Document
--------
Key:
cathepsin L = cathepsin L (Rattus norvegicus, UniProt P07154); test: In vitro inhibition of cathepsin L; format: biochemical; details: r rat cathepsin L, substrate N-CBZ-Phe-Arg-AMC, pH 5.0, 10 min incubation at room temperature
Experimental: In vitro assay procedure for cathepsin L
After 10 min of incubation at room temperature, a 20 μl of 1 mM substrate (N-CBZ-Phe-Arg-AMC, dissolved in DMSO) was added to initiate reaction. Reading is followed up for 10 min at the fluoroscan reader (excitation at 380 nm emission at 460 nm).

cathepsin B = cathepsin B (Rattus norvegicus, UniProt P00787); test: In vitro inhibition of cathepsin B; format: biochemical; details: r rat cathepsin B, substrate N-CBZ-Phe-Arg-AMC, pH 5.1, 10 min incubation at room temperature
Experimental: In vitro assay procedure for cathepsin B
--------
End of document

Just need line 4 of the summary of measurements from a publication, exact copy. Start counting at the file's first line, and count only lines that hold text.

After 10 min of incubation at room temperature, a 20 μl of 1 mM substrate (N-CBZ-Phe-Arg-AMC, dissolved in DMSO) was added to initiate reaction. Reading is followed up for 10 min at the fluoroscan reader (excitation at 380 nm emission at 460 nm).